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Christmas Cracker: Short Story - Page 2 PDF Print E-mail
Culture
Written by Nick Alexander   
Tuesday, 25 December 2007 00:00
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Christmas Cracker: Short Story
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Doug took the opportunity to stand and try to massage some feeling back into his thighs. From a standing position, he could just see through the dirt of a high side window out into the sleet that passed for atmospheric Christmas cheer at this end of town. A distant glow enveloped the larger emporia enjoying the Christmas rush further up the street. He slunk back to his chair, unable to raise sufficient interest even to be depressed about the situation. He gazed at a black scuff mark in the lino about a yard in front of his feet. It was shaped just like a porpoise with an elephant’s head. Well, it was out of proportion, but he was prepared to argue the point with any passing gainsayers.

A rather elegant Jimmy Choo arrived in his field of vision. It was filled with an equally well-turned foot, and rapidly followed by its twin. His disbelieving eyes underwent a transformation, a sort of thaw, as the drudge surroundings receded from conciousness.  Soon, those same eyes, jaded only moments before, ached with pleasure as they followed the natural line upward, ever upward. He proceeded as slowly as eagerness would allow.

He was not disappointed when he eventually reached the face of the woman who stood before him.

“Father Christmas, I presume?” she purred, like a fine-tuned Silver Shadow running on purest octane Tanqueray.

Doug looked around. There was nobody else to whom the question could have been addressed. “Yes, that’s me.”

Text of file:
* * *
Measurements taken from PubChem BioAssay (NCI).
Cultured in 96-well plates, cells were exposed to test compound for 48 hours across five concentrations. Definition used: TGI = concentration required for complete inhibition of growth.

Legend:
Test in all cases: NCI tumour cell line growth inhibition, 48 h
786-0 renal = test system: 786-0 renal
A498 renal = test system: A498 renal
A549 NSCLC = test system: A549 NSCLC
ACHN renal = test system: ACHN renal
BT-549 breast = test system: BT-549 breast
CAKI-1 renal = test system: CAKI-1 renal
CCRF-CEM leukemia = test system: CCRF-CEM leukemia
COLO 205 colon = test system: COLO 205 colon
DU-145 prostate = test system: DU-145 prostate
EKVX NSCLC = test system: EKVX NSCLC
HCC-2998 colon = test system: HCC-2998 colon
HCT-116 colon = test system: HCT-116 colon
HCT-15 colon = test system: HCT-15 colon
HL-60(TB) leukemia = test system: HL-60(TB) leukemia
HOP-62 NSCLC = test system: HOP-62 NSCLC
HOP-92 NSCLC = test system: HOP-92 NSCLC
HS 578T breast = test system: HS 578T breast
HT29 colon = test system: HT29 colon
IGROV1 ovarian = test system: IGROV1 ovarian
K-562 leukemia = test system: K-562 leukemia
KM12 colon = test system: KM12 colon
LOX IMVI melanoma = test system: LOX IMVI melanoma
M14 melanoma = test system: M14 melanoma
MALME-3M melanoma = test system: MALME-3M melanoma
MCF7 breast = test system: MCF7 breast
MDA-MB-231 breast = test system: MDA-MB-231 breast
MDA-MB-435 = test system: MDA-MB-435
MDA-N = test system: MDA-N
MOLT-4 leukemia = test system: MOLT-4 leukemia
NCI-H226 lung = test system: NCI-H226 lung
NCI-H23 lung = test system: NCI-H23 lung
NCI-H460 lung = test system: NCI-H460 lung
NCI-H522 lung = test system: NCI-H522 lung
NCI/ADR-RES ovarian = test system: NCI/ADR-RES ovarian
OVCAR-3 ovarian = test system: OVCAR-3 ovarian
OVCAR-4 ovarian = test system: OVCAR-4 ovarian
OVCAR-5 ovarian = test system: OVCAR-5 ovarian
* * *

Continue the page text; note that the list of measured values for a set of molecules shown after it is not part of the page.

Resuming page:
“I have the tiniest little problem and would be soo grateful if you could help a desperate girl in her hour of need.”

“Well, I’ll do what I can,” offered Doug as positively as he could, although he felt unusually inhibited just at that moment.

She shifted her position, and spoke slowly, articulating each velvet-clad syllable. “I’ve just had my handbag snatched and I have no money. Could you spare me some change so that I can make a phone call? I would be very grateful indeed.”

Doug rummaged, possibly somewhat over-vigorously, and a small split appeared at pocket level. Terrible visions flashed through his mind of a repeat of last year’s humiliations, which had an immediate calming effect. He retrieved a couple of pound coins and a fifty pence piece from his pocket. He hesitated as he remembered that this money represented his chance for a pint on the way home. ‘Oh! For God’s sake, it is Christmas, isn’t it? John’ll stand me a couple anyway,’ he thought to himself.

He looked at the woman, ready to say a few words of friendly advice concerning the scourge of scrounging, work-shy bimbos roaming the streets on the make, and it was no excuse to come into the shop, it didn’t show enterprise, it displayed a higher level of venality and was equally despicable. But he thought better of it. Now that he looked at her, he realised how extraordinary she was. He felt sure that he had seen her before, but in a newspaper or magazine or some similarly removed realm of existence. She was utterly out of place in these surroundings. He gave her the money.

Surely, here was a visitation, come in angelic form. There! In the distance, was that not a heavenly choir? With a jolt that did not quite derail the beauty of the vision, he realised that it was actually old Norm at the bus-stop with a few too many on board. But, of course, it was only he, Doug, vouchsafed this revelation and the world outside did not, could not, intrude. Just think! This grotto, his grotto, would become a place of pilgrimage in years to come.

He leaned back in his chair, suddenly conscious that he hadn’t had the courtesy even to stand for her. He was about to stammer an apology for his rough manner (and manor) when she promptly sat astride his lap. Her perfume enshrouded him in helplessness.

She bent towards him. “Thank you so much,” she said and her lips parted as she leant to kiss him. The slow meeting of lips lasted for what felt like an eternity. He dared not breathe for fear of disturbing the purity of the moment. Finally, his grip on reason was released as he surrendered to the pulse of tangled dreams.

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“Come on, Doug! Wakey wakey!”

Dulcet tones began to coalesce toward the iron-filings end of the auditory spectrum as the yellowing face of joyless Rita swelled ever nearer in appalling corporeality. With a start, Doug jerked his head up. A toothless, wrinkled, unsmiling, smoke-breathed visage was thrust into his face.

“Arghh!” he shouted.

“It’s Christmas,” she said, “It’s time I got home and started bastin’.”



Last Updated on Wednesday, 01 October 2008 12:22